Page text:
Infrastructure as a Service gives you the flexibility to manage server resources more efficiently and thus reduce management costs.

The Disadvantages of IaaS

Compliance Considerations

Depending on the industry your business is in, there may be compliance considerations which require that server resources be hosted in an environment that is completely separate from other users. This could be the case in the healthcare or financial sectors of some countries.

In these instances, virtual servers in a public cloud would not be the ideal choice. IaaS could still be leveraged in a private cloud environment though. Private clouds can also be deployed with ServerMania and each of our private clouds is isolated on dedicated hardware to meet any compliance obligations.


If you’re comparing server resources, cloud servers are more expensive dollar for dollar than a traditional bare metal server. This is due to increased redundancy and the fact that cloud servers are composed of many individual servers.

Depending on the workload a bare metal dedicated server may be the best option. If you need a high amount of CPU / RAM, or the workload is stable overtime, then a dedicated server may be best for you.

But most businesses find that the increased server cost is offset in IaaS by the increased uptime, as well as the ability to only pay for what you need right now. With a dedicated server, you would need to pay for X amount of resources even if you are only using a portion of the server.

What is an IaaS Example?

An example of IaaS is the ServerMania Public Cloud. As a cloud service provider, we provide businesses with cloud computing instances in all shapes and sizes. This is an easy to use platform which allows you to deploy and manage servers in just a few minutes.

Businesses also have the option of creating their own IaaS by deploying a private cloud. This functions in the same way as a public cloud, but with a private cloud you are the only tenant on the hardware.

Another example of a cloud service provider is AWS or Microsoft Azure, but many people find platforms such as Microsoft Azure and AWS to be too difficult to navigate and support too difficult to reach when they need help. That’s why many businesses choose a partner like ServerMania who is more invested in their success.

What is PaaS and What is the difference between IaaS vs PaaS?

PaaS or Platform as a Service builds on the IaaS model. It adds other software and middleware to the cloud server environment to help businesses manage their server operations. The main downside of PaaS is that the environment is not as customizable as in an IaaS environment because PaaS providers need to retain control so that their middleware can function as intended.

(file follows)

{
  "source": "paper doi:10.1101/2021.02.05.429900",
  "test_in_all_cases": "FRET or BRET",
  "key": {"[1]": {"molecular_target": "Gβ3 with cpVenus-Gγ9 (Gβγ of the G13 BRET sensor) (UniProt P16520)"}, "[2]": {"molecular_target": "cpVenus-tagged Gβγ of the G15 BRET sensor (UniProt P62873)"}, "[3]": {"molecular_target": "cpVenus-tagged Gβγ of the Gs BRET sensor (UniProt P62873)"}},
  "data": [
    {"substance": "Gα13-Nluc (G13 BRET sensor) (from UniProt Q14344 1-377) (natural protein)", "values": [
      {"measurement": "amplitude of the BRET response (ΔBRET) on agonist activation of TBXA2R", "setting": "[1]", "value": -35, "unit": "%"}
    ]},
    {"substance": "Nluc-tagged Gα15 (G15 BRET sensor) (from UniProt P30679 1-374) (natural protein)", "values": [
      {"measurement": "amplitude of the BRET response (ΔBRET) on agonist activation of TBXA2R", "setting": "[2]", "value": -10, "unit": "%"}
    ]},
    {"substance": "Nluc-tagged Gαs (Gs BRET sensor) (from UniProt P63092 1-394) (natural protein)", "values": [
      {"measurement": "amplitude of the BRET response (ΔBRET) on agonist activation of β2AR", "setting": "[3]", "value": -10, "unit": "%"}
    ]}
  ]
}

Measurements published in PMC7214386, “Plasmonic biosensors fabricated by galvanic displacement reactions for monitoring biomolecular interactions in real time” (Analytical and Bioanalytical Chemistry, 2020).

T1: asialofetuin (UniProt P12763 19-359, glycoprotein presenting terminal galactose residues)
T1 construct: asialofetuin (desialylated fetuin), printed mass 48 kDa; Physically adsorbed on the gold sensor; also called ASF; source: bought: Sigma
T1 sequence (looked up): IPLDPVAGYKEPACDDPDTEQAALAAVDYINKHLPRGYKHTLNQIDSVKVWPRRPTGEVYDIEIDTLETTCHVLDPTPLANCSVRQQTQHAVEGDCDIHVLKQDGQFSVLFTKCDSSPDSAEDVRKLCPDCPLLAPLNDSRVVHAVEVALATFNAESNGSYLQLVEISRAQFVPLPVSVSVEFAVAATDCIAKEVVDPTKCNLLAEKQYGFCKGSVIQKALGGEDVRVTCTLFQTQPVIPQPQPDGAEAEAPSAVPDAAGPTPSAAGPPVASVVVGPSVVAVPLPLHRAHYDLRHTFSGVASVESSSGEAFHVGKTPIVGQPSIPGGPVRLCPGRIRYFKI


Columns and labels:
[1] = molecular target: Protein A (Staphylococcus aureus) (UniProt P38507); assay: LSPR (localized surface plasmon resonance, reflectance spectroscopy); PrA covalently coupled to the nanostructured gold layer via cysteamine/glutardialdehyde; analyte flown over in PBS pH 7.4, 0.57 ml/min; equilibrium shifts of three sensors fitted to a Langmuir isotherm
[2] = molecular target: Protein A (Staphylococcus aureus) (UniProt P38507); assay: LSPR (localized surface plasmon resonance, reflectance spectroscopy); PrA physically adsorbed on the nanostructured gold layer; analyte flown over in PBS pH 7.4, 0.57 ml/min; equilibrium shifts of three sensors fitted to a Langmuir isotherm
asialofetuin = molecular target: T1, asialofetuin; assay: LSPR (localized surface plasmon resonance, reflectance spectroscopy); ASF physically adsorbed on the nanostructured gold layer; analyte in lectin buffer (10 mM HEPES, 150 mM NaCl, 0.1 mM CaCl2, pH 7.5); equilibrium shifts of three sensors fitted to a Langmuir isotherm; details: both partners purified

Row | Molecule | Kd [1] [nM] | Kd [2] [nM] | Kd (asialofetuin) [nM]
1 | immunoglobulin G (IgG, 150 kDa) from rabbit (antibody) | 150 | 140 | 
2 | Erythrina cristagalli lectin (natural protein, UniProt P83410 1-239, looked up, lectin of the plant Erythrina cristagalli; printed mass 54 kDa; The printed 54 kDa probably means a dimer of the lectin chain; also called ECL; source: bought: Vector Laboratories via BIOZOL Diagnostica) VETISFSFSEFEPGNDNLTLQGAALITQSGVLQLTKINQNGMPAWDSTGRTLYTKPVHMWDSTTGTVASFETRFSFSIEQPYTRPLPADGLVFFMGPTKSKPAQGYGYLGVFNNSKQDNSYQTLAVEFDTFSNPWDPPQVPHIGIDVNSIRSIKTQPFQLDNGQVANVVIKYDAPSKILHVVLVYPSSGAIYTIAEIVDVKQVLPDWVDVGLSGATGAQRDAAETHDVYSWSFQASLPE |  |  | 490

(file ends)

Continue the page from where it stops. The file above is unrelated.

PaaS can make sense for businesses that want to relinquish control to a third party, but PaaS tends to lock you into an ecosystem that is difficult to migrate away from. IaaS on the other hand is completely wide open and easy to shift resources to a new cloud IaaS service provider.

When comparing Infrastructure as a Service vs Paas, businesses should also consider the increased cost associated with PaaS over Infrastructure as a Service due to the added management costs on the service provider.

What is SaaS and What’s the difference between IaaS vs SaaS?

If you’re confused about where SaaS comes into place and are looking for the SaaS meaning, you’re not alone. Saas applications are sometimes referred to as Cloud Applications. In the IaaS model, you have access to all of the underlying server software and OS configurations to deploy the applications you need for your business.

With SaaS, all of the software and services are managed by the remote provider. You just receive access to login to the software you subscribed for, and can’t tailor the server to your needs as you are only paying for the software access. Similar to PaaS, SaaS locks you into a software ecosystem and with SaaS, you can’t easily download the data being stored.

An example of Software as a Service would be Google Sheets or Zoho Analytics. Each of these softwares are hosted remotely rather than being setup in-house, and you pay a monthly subscription for access.

In Summary

IaaS and cloud servers provide a number of benefits to businesses depending on their specific goals and needs. It has completely revolutionized how servers are deployed and made it easier than ever to get started with a new server.

If you’re interested in deploying a cloud server, check out ServerMania Cloud Hosting. We’ve been in the hosting industry since 2002 and are committed to providing a simple and easy to use cloud platform. We have data centers worldwide and each of our data centers is designed from the ground up with maximum performance and affordability in mind.

We don’t believe in hiding support behind gated and complex control panels. We’re your trusted server advisor and want to learn more about you and your business so that we can help you meet your server goals.